What Is Marijuana?
Marijuana is the most common psychoactive drug in the United States. It is derived from the leaves of the Cannabis sativa or Cannabis indica plants. Marijuana contains more than 480 chemicals, but THC (delta-9-tetrahydrocannabinol) is the main component that creates psychoactive effects. Marijuana often has a potent smell and looks like a dry, green-brown shredded mix of flowers, leaves, seeds and stems.
The drug is usually smoked in hand-rolled cigarettes called joints or water pipes called bongs. Alternatively, marijuana may be mixed in foods and consumed orally as an edible or brewed as a tea.
Marijuana concentrates are cannabis extracts and are generally much stronger than marijuana. They look like honey or butter and are generally smoked or vaped, but they may also be consumed orally.
Marijuana is a Schedule I federally-controlled substance in the United States, meaning that it is an illegal drug and the federal government has identified no legitimate medical use for it. That said, marijuana is sometimes taken medicinally to treat pain, and some small studies have suggested it may help nerve pain. Some state governments have approved marijuana for medical and/or recreational use, including Maine, Vermont, Massachusetts, California and Colorado.
When someone has been abusing marijuana, there are often telltale symptoms. These include:
- Problems with memory and learning
- Distortion in perception
- Troubles thinking and problem-solving
- Loss of coordination
- Bloodshot eyes
- Increased heart rate and blood pressure
- Coughing (from lung irritation caused by inhaling marijuana)
- Increased appetite
Over the long term, these signs can worsen. Serious, chronic lung conditions like emphysema and asthma can result from long-term use of inhaled marijuana. Further, long-term marijuana use has been linked to worsening mental health problems, including anxiety, depression and schizophrenia.
Long-term marijuana abuse can also impact brain development, especially in teens. Marijuana stunts the growth of connections in the brain. As a result, thinking, memory and learning may be impaired. Experts are not sure if the damage is permanent, but it does not appear that adults suffer this same impairment. However, pregnant adults may risk brain damage to their babies.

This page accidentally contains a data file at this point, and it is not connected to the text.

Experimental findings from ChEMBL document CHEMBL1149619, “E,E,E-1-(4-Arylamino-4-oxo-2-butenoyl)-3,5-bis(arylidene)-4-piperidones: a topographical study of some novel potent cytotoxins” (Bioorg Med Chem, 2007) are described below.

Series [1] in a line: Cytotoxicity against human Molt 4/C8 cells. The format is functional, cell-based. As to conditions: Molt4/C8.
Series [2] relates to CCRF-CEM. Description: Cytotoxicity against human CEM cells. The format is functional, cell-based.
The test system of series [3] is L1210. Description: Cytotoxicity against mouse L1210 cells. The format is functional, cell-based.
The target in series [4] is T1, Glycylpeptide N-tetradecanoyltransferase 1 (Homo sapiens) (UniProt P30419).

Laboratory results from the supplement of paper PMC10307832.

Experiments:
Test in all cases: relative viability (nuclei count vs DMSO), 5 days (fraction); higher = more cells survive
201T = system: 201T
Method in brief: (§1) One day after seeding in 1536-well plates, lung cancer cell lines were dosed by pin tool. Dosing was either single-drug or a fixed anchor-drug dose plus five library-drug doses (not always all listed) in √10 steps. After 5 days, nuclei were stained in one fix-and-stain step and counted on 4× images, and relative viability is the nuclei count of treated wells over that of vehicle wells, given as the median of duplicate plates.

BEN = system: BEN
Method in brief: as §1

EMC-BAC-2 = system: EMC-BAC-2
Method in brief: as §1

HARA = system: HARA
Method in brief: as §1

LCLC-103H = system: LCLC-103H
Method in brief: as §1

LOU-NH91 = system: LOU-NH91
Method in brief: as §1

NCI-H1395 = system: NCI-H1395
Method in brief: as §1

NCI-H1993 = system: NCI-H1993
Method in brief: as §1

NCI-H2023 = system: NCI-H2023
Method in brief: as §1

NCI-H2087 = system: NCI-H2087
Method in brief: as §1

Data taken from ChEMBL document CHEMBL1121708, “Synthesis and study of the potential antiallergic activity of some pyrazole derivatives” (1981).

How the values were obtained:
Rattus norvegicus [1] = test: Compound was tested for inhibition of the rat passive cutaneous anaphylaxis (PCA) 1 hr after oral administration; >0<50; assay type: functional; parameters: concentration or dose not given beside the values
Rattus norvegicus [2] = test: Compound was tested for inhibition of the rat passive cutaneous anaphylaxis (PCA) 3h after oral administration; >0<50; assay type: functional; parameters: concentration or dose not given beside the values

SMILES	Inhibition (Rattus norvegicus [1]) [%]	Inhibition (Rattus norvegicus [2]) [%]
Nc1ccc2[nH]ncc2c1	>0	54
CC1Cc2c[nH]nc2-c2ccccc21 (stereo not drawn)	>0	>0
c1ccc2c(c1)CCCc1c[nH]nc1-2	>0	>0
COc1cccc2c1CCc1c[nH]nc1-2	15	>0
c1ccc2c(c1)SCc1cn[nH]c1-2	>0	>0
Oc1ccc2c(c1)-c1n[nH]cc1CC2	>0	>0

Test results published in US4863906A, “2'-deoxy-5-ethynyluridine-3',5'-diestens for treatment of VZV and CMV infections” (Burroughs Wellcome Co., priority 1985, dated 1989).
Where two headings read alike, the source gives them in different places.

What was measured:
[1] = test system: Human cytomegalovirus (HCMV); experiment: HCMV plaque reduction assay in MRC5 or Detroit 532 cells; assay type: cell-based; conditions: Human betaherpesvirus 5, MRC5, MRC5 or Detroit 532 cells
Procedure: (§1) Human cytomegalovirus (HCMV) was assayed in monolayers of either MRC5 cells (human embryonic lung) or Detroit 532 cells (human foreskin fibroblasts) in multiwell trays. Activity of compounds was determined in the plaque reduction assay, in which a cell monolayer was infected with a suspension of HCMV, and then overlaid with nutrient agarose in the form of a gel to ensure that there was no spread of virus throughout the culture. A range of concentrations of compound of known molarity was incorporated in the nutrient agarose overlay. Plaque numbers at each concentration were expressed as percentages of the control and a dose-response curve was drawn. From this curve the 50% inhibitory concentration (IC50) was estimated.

About 20% of pregnant women aged 24 and younger use marijuana, with some perhaps taking the drug to treat morning sickness. Marijuana use in a pregnant mother can impair the child’s attention, memory and problem-solving skills later in life.
The Problem With Increasing Potency and Marijuana Concentrates
The THC component of marijuana has been increasing for the past several decades. In contrast to marijuana from the 1960s to 1980s, which had a THC content of less than 2%, some marijuana now contains up to 20% THC. Marijuana concentrates can be even stronger — up to 80% THC. Exposure to higher THC levels may lead to a higher risk of side effects, especially among people new to marijuana. Further, marijuana-containing edibles are typically digested slowly in the body, leading to a slower high. To compensate for this, people may attempt to consume greater quantities in an attempt to feel a quicker high, which may increase the risk of side effects.
Source: South Jersey Recovery